The file may also contain documents on the child's health and development, as well as photos and information on the biological parents.
After ensuring that the adoption plan and all of the documents on the proposed child are in order, the SAI authorizes the adoption plan to proceed. The SAI can then issue an attestation stating that it is not opposed to the child entering Canada. It is known as a letter of no objection.
The certified body must request the letter of no objection from the SAI. The adopter receives a certified copy.
The letter is sent to the ministère de l’Immigration et des Communautés culturelles, then to the foreign Canadian visa office.
If the May 29, 1993 Hague Convention is in force in the child's country of origin, the SAI also sends an official letter to the central authority in the country of origin, consenting to the pursuit of the adoption.
The adopter must travel to the child's country of origin to complete certain administrative and legal procedures. While abroad, the adopter receives assistance from the representative of the certified body or the competent authority in the child's country of origin.
Depending on the country of origin, both spouses must make the trip abroad in the case of a couple. If, for an important reason, one of the spouses is not able to travel to the country, it is necessary to ensure that he or she can be dispensed from being present.
The duration and number of trips to the foreign country vary, depending on the requirements of the foreign authorities.
The Guide des bonnes pratiques en santé des voyageurs (in French only) [guide to good health practices for travellers], by the Institut national de santé publique du Québec (INSPQ), provides adopters with useful advice before making the trip abroad.
Official documents issued
In the country of origin, the adopter receives official adoption documents that enable him or her to attest to the child's identity and his or her adoption or long-term care, among others.
Certain documents must be presented to the Canadian embassy that grants the visa and passport enabling the child to enter Canada.
All official documents must be submitted to the SAI. If the documents are written in a language other than French or English, they must be accompanied by an official French translation.
Child's medical examination
While the adopter is abroad, the child must undergo a medical examination performed by a physician designated by the Canadian embassy in the country of origin.
That is necessary only if the adopter applies for the child's permanent residence. The medical examination is not required in the case of citizenship procedures, but it is strongly recommended.
The type of exam and the blood tests required may vary from one country to the next.
If the adopter is in doubt or has questions while abroad, he or she may discuss with the certified body the relevance of the medical exam. The adopter may also request supplementary exams at another clinic or with another physician.
The adopter must confirm with the certified body the date the child arrives in Canada and the date the child is entrusted to him or her, and, in turn, the certified body notifies the SAI.
As soon as the SAI is notified of the child's arrival in Québec, it follows procedure so that the adopter and the child can receive post-adoption services.
The child can be adopted under an adoption decision in the country of origin, or entrusted to the adopter to be adopted in Québec.
Both situations require the adopter to take the appropriate administrative or legal steps in Québec. These may vary, depending on whether or not the May 29, 1993 Hague Convention is in force in the country of origin.
What to do in the event of legal proceedings
Legal cases are heard by the Youth Division of the Court of Québec. It is recommended that the adopter retain the services of a legal advisor to draft and present the motion before the Court.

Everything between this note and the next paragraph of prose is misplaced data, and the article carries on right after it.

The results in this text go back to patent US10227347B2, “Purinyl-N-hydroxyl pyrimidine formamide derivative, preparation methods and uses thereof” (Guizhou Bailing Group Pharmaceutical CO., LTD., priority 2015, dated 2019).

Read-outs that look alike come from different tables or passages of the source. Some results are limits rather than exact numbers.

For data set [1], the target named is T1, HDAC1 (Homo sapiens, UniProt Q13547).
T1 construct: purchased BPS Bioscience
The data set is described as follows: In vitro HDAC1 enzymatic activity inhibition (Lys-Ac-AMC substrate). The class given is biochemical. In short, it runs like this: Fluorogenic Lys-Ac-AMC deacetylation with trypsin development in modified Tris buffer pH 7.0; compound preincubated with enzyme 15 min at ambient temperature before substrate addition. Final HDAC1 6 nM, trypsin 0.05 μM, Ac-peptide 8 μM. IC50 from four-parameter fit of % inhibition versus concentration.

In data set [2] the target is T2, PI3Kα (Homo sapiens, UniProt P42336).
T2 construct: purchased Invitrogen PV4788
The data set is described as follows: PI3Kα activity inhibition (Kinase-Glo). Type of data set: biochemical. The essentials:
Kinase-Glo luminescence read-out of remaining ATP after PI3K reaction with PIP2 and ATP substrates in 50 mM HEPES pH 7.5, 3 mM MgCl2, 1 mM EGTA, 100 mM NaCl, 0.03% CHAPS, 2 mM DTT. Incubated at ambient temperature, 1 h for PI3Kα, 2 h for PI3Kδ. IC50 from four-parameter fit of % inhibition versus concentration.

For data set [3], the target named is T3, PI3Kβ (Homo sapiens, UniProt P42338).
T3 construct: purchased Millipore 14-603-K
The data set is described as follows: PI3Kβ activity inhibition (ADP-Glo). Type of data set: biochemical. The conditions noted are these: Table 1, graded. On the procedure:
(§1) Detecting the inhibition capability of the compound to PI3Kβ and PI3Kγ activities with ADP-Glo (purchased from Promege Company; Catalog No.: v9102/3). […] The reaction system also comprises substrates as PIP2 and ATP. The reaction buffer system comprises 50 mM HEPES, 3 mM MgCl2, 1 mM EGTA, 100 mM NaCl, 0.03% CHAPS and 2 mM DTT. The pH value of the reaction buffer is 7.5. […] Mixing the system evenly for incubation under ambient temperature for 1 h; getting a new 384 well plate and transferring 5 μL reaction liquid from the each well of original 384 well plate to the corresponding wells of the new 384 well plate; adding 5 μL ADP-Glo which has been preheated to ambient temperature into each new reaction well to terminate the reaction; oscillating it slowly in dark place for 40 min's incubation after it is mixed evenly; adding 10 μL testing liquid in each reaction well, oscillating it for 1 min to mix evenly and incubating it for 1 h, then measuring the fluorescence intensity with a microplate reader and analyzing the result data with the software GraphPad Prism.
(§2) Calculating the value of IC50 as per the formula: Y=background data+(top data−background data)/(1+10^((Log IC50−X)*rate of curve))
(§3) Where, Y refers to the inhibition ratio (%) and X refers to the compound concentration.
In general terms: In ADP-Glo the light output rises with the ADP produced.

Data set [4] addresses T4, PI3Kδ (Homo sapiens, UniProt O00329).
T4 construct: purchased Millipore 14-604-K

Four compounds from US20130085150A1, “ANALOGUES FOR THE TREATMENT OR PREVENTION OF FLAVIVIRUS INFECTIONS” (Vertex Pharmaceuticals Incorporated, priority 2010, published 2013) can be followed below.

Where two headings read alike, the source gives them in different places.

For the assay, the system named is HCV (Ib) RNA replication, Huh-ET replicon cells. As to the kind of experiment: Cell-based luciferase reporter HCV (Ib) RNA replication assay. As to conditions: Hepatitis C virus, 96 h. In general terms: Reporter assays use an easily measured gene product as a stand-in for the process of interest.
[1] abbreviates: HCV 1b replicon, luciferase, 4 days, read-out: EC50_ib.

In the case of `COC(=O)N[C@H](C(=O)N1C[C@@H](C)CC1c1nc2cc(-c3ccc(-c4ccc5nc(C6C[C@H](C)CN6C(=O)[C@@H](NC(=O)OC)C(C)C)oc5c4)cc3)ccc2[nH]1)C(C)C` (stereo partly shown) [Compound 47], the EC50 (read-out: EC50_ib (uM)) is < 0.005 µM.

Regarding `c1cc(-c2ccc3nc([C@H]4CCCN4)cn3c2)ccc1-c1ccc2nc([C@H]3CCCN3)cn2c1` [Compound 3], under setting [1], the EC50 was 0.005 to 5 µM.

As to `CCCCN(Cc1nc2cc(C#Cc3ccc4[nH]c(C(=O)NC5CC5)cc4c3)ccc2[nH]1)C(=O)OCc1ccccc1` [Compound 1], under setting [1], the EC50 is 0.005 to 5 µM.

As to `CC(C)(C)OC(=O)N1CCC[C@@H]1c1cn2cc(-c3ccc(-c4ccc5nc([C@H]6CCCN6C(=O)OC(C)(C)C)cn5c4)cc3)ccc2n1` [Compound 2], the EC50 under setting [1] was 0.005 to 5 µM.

When the country of origin has rendered an adoption decision
Procedure when the Hague Convention is in force in the country of origin
The foreign central authority issues a certificate attesting that the adoption is in compliance with the Convention.
The adopter provides the SAI with the certificate of compliance obtained from the central authority. The adopter also sends the SAI the form intended for the Directeur de l’état civil of Québec, indicating the name that has been given the child.
The SAI ensures that the certificate of compliance meets the requirements of the Hague Convention, and then notifies the Directeur de l’état civil of Québec of the adoption. The Directeur de l’état civil draws up a new act of birth with the child's new surname(s) and given name(s), as well as the names of the new parent(s).
Procedure when the Hague Convention is not in force in the country of origin
The adopter must institute legal proceedings to have the adoption decision recognized in Québec. When the judgment acknowledging the adoption is issued, the court clerk notifies the Directeur de l’état civil, who then issues the child's new act of birth.
When the child is entrusted to the adopter for adoption in Québec
The adopter must institute legal proceedings jointly with the local Director of Youth Protection (DYP) to obtain a placement decision. A motion to obtain an adoption judgment must follow the placement decision.
Once the judgment is issued, the court clerk issues a certificate attesting that the adoption procedure is in compliance with the Hague Convention. The certificate is sent to the competent authority in the child's country of origin.
In the case of countries where the Hague Convention is not in force, the court clerk notifies the Directeur de l’état civil of Québec that an adoption judgment has been issued. The Directeur then draws up a new act of birth.
Foreign authorities require the adopter to submit periodic follow-up reports, directly or through the certified body, on the child's adoption and integration into his or her new family.
The type, frequency and number of reports, as well as how long they are required, vary depending on the country. Therefore, when the adoption process begins, the adopter commits to providing the requested reports. For more information, consult the Progress reports page.
The adoption is finalized when:
- the Directeur de l’état civil of Québec has been notified or an adoption judgment has been rendered;
- the Directeur de l’état civil of Québec has issued the new birth certificate;
- the child has become a Canadian citizen;
- the progress reports have been sent to the country of origin;
- the post-adoption administrative procedures with the authorities in the country of origin have been completed, if applicable.